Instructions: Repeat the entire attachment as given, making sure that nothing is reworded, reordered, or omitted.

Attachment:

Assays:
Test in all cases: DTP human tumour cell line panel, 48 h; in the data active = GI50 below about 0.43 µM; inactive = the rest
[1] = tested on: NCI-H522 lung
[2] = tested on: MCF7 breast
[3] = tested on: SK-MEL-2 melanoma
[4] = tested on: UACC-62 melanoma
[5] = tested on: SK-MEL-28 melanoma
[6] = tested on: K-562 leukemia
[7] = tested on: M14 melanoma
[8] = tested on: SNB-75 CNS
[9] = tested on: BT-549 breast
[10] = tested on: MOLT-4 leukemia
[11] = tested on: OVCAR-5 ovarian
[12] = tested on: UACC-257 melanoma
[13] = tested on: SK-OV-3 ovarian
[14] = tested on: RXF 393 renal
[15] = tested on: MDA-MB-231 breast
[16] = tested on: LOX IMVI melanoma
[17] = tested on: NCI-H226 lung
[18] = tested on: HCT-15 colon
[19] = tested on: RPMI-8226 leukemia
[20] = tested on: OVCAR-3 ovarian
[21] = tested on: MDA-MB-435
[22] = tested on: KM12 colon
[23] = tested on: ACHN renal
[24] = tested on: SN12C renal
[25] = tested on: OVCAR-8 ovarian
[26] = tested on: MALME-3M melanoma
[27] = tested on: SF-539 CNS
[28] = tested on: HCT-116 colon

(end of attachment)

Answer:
Assays:
Test in all cases: DTP human tumour cell line panel, 48 h; in the data active = GI50 below about 0.43 µM; inactive = the rest
[1] = tested on: NCI-H522 lung
[2] = tested on: MCF7 breast
[3] = tested on: SK-MEL-2 melanoma
[4] = tested on: UACC-62 melanoma
[5] = tested on: SK-MEL-28 melanoma
[6] = tested on: K-562 leukemia
[7] = tested on: M14 melanoma
[8] = tested on: SNB-75 CNS
[9] = tested on: BT-549 breast
[10] = tested on: MOLT-4 leukemia
[11] = tested on: OVCAR-5 ovarian
[12] = tested on: UACC-257 melanoma
[13] = tested on: SK-OV-3 ovarian
[14] = tested on: RXF 393 renal
[15] = tested on: MDA-MB-231 breast
[16] = tested on: LOX IMVI melanoma
[17] = tested on: NCI-H226 lung
[18] = tested on: HCT-15 colon
[19] = tested on: RPMI-8226 leukemia
[20] = tested on: OVCAR-3 ovarian
[21] = tested on: MDA-MB-435
[22] = tested on: KM12 colon
[23] = tested on: ACHN renal
[24] = tested on: SN12C renal
[25] = tested on: OVCAR-8 ovarian
[26] = tested on: MALME-3M melanoma
[27] = tested on: SF-539 CNS
[28] = tested on: HCT-116 colon